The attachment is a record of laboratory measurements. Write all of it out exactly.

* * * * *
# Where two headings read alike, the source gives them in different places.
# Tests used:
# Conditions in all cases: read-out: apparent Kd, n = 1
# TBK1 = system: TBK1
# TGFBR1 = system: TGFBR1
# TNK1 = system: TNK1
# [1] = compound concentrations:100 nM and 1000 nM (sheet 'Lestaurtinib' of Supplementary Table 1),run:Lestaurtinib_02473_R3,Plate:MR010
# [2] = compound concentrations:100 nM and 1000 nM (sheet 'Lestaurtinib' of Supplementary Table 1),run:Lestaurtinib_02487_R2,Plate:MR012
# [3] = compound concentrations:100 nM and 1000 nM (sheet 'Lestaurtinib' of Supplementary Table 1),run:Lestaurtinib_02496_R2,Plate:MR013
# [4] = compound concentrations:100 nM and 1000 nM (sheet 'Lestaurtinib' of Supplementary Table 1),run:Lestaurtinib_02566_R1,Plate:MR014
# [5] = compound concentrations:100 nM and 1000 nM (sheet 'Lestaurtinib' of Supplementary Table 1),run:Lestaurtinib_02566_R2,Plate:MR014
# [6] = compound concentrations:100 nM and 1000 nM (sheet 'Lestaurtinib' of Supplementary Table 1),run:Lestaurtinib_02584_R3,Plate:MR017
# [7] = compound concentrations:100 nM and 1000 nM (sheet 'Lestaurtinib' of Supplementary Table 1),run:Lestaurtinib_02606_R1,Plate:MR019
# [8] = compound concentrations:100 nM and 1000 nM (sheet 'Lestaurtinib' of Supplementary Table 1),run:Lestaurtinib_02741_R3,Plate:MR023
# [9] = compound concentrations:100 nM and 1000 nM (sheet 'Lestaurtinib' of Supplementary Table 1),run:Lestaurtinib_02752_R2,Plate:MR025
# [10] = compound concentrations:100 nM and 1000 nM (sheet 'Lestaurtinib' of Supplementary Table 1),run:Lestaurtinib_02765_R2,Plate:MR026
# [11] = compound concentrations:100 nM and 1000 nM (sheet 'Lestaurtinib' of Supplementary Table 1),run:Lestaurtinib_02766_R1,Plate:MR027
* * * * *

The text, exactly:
# Where two headings read alike, the source gives them in different places.
# Tests used:
# Conditions in all cases: read-out: apparent Kd, n = 1
# TBK1 = system: TBK1
# TGFBR1 = system: TGFBR1
# TNK1 = system: TNK1
# [1] = compound concentrations:100 nM and 1000 nM (sheet 'Lestaurtinib' of Supplementary Table 1),run:Lestaurtinib_02473_R3,Plate:MR010
# [2] = compound concentrations:100 nM and 1000 nM (sheet 'Lestaurtinib' of Supplementary Table 1),run:Lestaurtinib_02487_R2,Plate:MR012
# [3] = compound concentrations:100 nM and 1000 nM (sheet 'Lestaurtinib' of Supplementary Table 1),run:Lestaurtinib_02496_R2,Plate:MR013
# [4] = compound concentrations:100 nM and 1000 nM (sheet 'Lestaurtinib' of Supplementary Table 1),run:Lestaurtinib_02566_R1,Plate:MR014
# [5] = compound concentrations:100 nM and 1000 nM (sheet 'Lestaurtinib' of Supplementary Table 1),run:Lestaurtinib_02566_R2,Plate:MR014
# [6] = compound concentrations:100 nM and 1000 nM (sheet 'Lestaurtinib' of Supplementary Table 1),run:Lestaurtinib_02584_R3,Plate:MR017
# [7] = compound concentrations:100 nM and 1000 nM (sheet 'Lestaurtinib' of Supplementary Table 1),run:Lestaurtinib_02606_R1,Plate:MR019
# [8] = compound concentrations:100 nM and 1000 nM (sheet 'Lestaurtinib' of Supplementary Table 1),run:Lestaurtinib_02741_R3,Plate:MR023
# [9] = compound concentrations:100 nM and 1000 nM (sheet 'Lestaurtinib' of Supplementary Table 1),run:Lestaurtinib_02752_R2,Plate:MR025
# [10] = compound concentrations:100 nM and 1000 nM (sheet 'Lestaurtinib' of Supplementary Table 1),run:Lestaurtinib_02765_R2,Plate:MR026
# [11] = compound concentrations:100 nM and 1000 nM (sheet 'Lestaurtinib' of Supplementary Table 1),run:Lestaurtinib_02766_R1,Plate:MR027